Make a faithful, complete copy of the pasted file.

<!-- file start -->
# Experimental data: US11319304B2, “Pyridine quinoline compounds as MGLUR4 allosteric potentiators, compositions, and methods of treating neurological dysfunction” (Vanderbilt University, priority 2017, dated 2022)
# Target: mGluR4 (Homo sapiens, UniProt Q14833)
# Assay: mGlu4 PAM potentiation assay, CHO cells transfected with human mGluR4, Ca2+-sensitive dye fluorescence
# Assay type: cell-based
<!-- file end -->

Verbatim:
# Experimental data: US11319304B2, “Pyridine quinoline compounds as MGLUR4 allosteric potentiators, compositions, and methods of treating neurological dysfunction” (Vanderbilt University, priority 2017, dated 2022)
# Target: mGluR4 (Homo sapiens, UniProt Q14833)
# Assay: mGlu4 PAM potentiation assay, CHO cells transfected with human mGluR4, Ca2+-sensitive dye fluorescence
# Assay type: cell-based